IT Planning & Management

Tommy Flowers' legacy: Computers vs. telephones

Before telephone exchanges were automated anyone who wanted to make a phone call needed to connect with the operator first. Tommy Flowers worked on how to solve this problem for 10 years before WW2 began - took time out to design the first computer as part of the secret Bletchley Park code breaking effort - then went back and discovered the solution for telephones. We catch up with his son, Kenneth, to learn more about what a different course of history might have meant for computing… and what one quiet, distinguished career might reveal about the modern workplace.

Tommy Flowers was the sort of chap anyone would have wanted to work with. He was talented, hard-working, self-effacing and always gave credit to his team. He also happened to design the first computer, Colossus, and if circumstances had been different might have built on those early efforts to change the course of computing history.

The problem was Colossus was part of the top secret Bletchley Park code breaking efforts, and after the war, the machines and all their blueprints were destroyed. Those individuals that had been drafted in to fill a need just returned to their pre-war work and were not allowed to tell a soul.

“Dad said to me once,” explains his son Kenneth “that when they were working on secret projects they were allowed to tell their wives that they were working on something secret so if they went off without telling them where they were going their wives weren’t suspicious that they were having affairs. Of course, it didn’t stop them from having affairs if they were that way inclined, but I don’t think many of them did because they were too busy working.”

It was a lot of man-hours to develop Colossus - it was built out of necessity - but it is hard not to wonder what would have happened if Tommy Flowers’ incredible energies had been focused on creating computers post-war. “That is interesting and something to speculate on,” agrees his son. “If they’d been given the go ahead and resources it might have produced the world’s first [true] computer [with a programmable memory].”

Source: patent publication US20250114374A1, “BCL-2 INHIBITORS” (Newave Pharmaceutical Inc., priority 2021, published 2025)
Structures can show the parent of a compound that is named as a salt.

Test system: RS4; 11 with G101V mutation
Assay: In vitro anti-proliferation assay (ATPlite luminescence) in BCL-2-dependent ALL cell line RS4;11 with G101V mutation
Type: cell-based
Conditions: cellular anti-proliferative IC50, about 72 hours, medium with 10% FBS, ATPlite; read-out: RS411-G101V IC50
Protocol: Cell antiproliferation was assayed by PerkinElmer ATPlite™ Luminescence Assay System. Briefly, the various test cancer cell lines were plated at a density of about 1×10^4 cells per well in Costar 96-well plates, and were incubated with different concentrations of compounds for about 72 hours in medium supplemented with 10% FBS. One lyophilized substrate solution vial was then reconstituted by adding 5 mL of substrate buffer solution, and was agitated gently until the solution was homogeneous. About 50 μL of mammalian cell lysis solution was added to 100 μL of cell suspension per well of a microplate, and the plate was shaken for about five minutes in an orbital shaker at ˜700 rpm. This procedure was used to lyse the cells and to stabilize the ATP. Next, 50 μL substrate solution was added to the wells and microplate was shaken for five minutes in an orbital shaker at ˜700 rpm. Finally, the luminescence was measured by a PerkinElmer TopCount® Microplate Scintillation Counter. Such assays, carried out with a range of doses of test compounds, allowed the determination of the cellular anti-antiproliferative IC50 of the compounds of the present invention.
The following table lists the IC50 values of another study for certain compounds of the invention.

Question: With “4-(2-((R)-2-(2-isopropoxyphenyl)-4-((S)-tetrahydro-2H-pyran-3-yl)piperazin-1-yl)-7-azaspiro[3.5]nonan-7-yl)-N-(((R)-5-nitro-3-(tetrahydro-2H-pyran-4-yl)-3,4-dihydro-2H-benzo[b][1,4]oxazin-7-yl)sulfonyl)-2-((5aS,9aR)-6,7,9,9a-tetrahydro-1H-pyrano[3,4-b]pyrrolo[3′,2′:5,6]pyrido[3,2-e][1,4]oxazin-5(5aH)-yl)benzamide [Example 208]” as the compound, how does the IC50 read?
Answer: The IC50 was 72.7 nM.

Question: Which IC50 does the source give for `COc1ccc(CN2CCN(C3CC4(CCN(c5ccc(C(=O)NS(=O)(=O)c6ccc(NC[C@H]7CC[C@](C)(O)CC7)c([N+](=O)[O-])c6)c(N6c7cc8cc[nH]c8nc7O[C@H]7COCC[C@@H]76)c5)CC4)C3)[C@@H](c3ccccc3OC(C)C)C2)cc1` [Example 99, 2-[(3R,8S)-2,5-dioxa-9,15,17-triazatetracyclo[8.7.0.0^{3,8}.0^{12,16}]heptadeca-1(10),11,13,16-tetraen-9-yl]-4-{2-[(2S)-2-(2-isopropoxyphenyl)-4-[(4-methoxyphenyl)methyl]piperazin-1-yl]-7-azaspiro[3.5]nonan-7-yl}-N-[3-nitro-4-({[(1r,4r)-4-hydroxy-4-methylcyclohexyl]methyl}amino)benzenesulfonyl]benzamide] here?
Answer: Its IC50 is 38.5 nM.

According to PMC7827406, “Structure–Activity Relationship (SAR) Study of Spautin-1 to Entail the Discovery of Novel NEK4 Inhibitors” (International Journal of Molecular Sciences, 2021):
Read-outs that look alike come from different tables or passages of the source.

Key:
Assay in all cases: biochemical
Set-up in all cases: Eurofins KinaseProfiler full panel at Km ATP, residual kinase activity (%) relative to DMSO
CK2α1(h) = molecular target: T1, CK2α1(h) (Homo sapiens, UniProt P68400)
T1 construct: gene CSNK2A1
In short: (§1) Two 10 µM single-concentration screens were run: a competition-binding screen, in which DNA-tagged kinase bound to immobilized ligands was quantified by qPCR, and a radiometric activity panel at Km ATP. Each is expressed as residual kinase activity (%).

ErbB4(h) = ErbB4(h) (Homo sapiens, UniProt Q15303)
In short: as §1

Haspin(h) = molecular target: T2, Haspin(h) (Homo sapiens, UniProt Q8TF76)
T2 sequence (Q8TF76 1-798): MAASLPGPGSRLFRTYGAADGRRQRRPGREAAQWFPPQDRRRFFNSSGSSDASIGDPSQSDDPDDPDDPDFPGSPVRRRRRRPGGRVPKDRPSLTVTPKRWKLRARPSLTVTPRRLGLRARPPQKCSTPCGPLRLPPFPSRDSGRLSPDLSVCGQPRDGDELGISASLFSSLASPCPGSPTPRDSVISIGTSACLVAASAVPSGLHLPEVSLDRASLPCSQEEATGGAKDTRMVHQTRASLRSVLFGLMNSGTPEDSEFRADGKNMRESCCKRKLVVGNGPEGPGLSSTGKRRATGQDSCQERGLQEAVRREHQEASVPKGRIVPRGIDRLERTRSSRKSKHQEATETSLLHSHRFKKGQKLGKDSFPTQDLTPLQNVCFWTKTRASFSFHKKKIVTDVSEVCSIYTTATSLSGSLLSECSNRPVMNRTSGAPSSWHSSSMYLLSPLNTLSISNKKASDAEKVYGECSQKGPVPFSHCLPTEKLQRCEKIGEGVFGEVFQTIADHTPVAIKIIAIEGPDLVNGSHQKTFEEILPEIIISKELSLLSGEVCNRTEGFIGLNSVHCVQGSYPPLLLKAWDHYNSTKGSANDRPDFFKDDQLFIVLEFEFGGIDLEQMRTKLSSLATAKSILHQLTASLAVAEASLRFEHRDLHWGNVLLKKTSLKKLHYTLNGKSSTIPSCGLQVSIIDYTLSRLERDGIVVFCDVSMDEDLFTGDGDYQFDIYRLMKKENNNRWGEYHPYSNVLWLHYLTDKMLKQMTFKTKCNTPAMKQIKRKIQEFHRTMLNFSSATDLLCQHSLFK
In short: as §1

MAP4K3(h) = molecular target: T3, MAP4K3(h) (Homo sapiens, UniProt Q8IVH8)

Alan Turing had the idea for a universal “Turing machine” back in 1936. Yet this was all theoretical and, as Flowers junior explains, it was when Turing saw Colossus working he realised it was possible to build these “big complicated electronic machines that would work”.

“The thing that held Turing up after the war was a lack of expertise in electronics,” he continues. “Turing went to Manchester with [Max] Newman [who had also been at Bletchley Park] and they tried to create a universal machine. They did produce a computer of sorts but it wasn’t very efficient or very good… but perhaps if my dad had been there and been able to put the technical expertise in they might have got much further.”

“Dad never complained about it though,” stresses Flowers. “I don’t think it really occurred to him he’d missed out because he’d only been seconded to Bletchley Park. Then after the war he went back to what he’d been doing beforehand.” Safe to say computing’s loss was telecommunications’ gain.


Image credit: Boston Public Library via Flickr

Why is the story of Colossus so important?

It is tiny knock-on events that shape the course of history. In fact, coincidentally, Tommy Flowers was at a telecommunications conference in Berlin during the last week in August, 1939 and nearly didn’t get out in time. By fluke, he ended up on the last the last boat train out of Germany before war was declared and they shut the border.

“If he hadn’t got that train he would have been interned in Germany during the war and that would have been quite a consequence, really,” says his son. And in some ways the same is true when it came to building Colossus, “he just happened to be at the right place at the right time”.

“He had that experience before the war researching with switches and valves for the telephone system and was able to adapt that to the war work. He was lucky he had that expertise. He was a very good engineer. He did a great job.”

“You could say Colossus was an example to Turing of what was possible,” he adds. “But when my dad designed the original machine it was for a specific purpose. He didn’t think of it as a computer at the time he thought of it as a processing machine to do a particular job. It was other people that saw the implications of what he’d done.”

Yet this is surely a paradigm for the whole history of computing. Take a pioneering company, like Apple, for example. It took Steve Wozniak to do the back-end work and Steve Jobs to see the potential. Today, the sheer potential in computers is universally understood, every new idea has a myriad of different applications, the main challenge is to make ideas usable. There is just no point having practical skills without visionary theory, or vice versa. It is the pure incidence of chance that brings the two together and makes thing happen.  

The unique chain of events that lead to the creation of Colossus means that its identification as the first computer only came out when Professor Brian Randell, of Newcastle University, stumbled across it and followed it up years later. “I think there is a certain element in the British establishment that wants to make a fuss about Colossus as the first computer in order to dish it to the Americans,” says Flowers. “The Americans always claim ENIAC was the first computer and the British can come in and say we did it first.”